AMD’s 3rd Gen Ryzen And Radeon 5700 GPUs: Australian And New Zealand Price

AMD’s 3rd Gen Ryzen And Radeon 5700 GPUs: Australian And New Zealand Price
AMD CEO Dr Lisa Su holding up a piece of 7nm silicon from the Navi GPU generation. Image: Alex Walker (Kotaku)

So they’re finally out: AMD’s answer to the latest generation of hardware from Intel and Nvidia. But how much will they cost?

If you’re in the market for a new GPU, you’ll be happiest with the news. Pricing on the Radeon 5700 and 5700 XT, the first 7nm GPUs on the Navi RDNA architecture, was adjusted just before the global embargo lifted on the weekend.

The move, undoubtedly influenced by Nvidia’s aggressive pricing on the RTX Super cards, saw the Radeon 5700 drop by $50 locally and the 5700 XT by almost $100. “AMD is focused on providing gamers with amazing experiences and access to the very best gaming technology at attractive price points,” the company said in a brief statement.

“As you have seen, competition is heating up in the GPU market. We embrace competition, which drives innovation to the benefit of gamers. In that spirit, we are updating the pricing of our Radeon RX 5700 Series graphics cards.”

Here’s how much the MSRP is locally for the Radeon 5700 line in Australia and New Zealand.

Radeon 5700 & Radeon 5700 XT: Australian and New Zealand Price

AMD Radeon 5700 & 5700 XT GPUs
Country 5700 5700XT
Australia MSRP $549 $629
NZ MSRP $609 $699

New Zealanders have 15 percent tax on their cards, compared to the 10 percent GST for Aussies, although users noted over the weekend that after currency conversions they’re still paying an extra $US100 compared to the 5700/5700XT’s global price. Ouch.

But for Australians, the last minute pricing change at least makes the 5700 and 5700 XT a more interesting buy. The RTX 2060 Super was priced at $690, although depreciated models of the RTX 2060 are available from $479 from reputable retailers. The 5700, 5700 XT and RTX 2060 Super are all better cards than the baseline 2060, but at least Aussies have a lot of options in that mid-range market.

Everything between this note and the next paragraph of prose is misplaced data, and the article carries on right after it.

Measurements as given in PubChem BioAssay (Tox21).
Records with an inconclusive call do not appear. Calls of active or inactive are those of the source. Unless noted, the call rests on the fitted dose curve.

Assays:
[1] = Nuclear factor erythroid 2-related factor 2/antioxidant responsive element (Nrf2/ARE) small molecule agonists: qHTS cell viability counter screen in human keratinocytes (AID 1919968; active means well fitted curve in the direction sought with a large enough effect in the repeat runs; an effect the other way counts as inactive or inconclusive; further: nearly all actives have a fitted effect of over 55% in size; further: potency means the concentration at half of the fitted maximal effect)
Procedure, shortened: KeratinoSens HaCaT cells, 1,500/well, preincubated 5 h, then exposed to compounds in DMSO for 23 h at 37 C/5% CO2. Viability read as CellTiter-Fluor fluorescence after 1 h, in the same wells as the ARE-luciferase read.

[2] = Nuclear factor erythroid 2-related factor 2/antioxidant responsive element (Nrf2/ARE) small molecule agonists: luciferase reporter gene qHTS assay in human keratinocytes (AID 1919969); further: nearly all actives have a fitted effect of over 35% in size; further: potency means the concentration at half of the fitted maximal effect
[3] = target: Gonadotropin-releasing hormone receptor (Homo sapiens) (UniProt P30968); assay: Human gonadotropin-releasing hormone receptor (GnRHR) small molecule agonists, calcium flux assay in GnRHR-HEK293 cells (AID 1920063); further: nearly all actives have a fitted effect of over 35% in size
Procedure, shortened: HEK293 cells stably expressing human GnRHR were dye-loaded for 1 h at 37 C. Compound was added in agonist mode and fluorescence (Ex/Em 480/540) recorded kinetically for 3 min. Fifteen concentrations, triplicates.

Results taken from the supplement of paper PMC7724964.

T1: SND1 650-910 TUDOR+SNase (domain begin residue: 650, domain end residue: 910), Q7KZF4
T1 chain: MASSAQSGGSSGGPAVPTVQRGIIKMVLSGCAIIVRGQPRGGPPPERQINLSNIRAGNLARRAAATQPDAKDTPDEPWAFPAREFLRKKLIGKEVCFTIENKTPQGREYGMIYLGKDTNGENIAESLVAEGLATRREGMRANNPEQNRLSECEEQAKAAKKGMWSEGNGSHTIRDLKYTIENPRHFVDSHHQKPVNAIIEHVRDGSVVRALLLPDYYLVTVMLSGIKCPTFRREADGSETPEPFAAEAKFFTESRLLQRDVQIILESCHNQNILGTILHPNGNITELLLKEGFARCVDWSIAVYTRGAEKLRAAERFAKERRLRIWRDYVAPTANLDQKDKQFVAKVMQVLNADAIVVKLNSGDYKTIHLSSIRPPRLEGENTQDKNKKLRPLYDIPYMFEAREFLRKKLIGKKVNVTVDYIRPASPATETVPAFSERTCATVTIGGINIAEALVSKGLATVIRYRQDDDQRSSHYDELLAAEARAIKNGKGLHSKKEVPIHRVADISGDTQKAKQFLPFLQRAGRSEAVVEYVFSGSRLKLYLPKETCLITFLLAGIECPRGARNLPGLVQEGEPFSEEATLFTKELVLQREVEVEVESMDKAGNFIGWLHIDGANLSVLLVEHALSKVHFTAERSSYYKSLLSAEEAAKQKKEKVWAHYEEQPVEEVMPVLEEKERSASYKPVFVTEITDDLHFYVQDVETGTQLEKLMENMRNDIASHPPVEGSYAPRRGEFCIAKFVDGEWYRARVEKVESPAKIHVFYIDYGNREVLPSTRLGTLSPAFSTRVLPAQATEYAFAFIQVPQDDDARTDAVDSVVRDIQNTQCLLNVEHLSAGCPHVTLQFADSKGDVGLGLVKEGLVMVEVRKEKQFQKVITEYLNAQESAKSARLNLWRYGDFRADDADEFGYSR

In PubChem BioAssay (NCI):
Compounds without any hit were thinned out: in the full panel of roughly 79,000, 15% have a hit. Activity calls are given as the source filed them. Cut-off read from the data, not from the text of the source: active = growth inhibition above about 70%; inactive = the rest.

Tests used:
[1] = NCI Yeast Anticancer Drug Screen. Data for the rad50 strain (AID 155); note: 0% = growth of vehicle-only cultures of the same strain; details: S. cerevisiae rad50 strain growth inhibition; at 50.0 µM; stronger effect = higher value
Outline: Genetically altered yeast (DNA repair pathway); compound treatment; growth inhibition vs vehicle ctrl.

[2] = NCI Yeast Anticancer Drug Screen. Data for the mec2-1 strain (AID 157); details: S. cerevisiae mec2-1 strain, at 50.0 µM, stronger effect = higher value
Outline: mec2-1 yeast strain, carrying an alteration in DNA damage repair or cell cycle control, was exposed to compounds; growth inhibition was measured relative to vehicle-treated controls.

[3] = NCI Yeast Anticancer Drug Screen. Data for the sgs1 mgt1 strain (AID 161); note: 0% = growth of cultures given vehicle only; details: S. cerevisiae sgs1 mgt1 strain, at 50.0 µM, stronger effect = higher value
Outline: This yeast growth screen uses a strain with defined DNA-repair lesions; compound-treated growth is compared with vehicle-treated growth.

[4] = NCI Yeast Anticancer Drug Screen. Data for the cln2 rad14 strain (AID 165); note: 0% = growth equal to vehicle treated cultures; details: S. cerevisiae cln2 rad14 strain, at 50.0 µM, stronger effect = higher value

Where AMD has been most competitive in the past has been with their CPUs. The 3rd-gen Ryzen line is the most anticipated partially because AMD had already made up ground with Intel in the price-performance stakes, and it was their first generation chips that were genuinely disruptive in the market.

But before we get into pricing, here’s the full spec across the main chips that gamers will want to pay attention to.

Ryzen 3000 Series Specs
Cores/Threads Base/Boost Cache TDP
3900X 12/24 3.8GHz/4.6GHz 70MB 105W
3800X 8/16 3.9GHz/4.5GHz 36MB 105W
3700X 8/16 3.6GHz/4.4GHz 36MB 65W
3600X 6/12 3.8GHz/4.4GHz 35MB 95W
3600 6/12 3.6GHz/4.4GHz 35MB 65W

So, what can you expect from the Ryzen 3000 line? Here’s how much they’ll cost in Australia and NZ.

Ryzen 3000 CPUs: Australian and New Zealand Price

AMD 3rd Generation Ryzen Processors
Country 3200G 3400G 3600 3600X 3700X 3800X 3900X
Australia MSRP $144 $240 $315 $389 $519 $629 $780
NZ MSRP $159 $265 $349 $429 $569 $695 $869

If you’re looking at the Ryzen line from a gaming perspective, the 3700X is probably as high in the stack as you’ll want to go (unless your gaming applications involve development as well as playing, in which case the extra cores would definitely come in handy).

It’s worth noting that just a few years ago AMD was selling a hexacore/12 thread CPU — the 1600X — for $359. You can pay $30 more today for the same chip in that line, and you’ll get the same amount of cores and threads, but with a much better base clock and boost clock that hits 4.4GHz (the original Ryzen line only hit 4.0GHz out of the box).

The 3900X doesn’t have an equivalent, since the 2700X was only a octacore/16 thread CPU. But given that the newer Ryzen 3700X is going for $519, which is only about $60-70 more than what most places are charging for the 2700X, I’d find it hard to justify picking up the older CPU here.

So that’s the pricing. I’ll have more to say on the GPU and CPUs soon: we’ve received both a Ryzen CPU and Radeon 5700 XT GPU from AMD, although some scheduling issues meant I simply haven’t been able to spend any time benching the new hardware. But competition is alive and well, and that’s a win for everyone.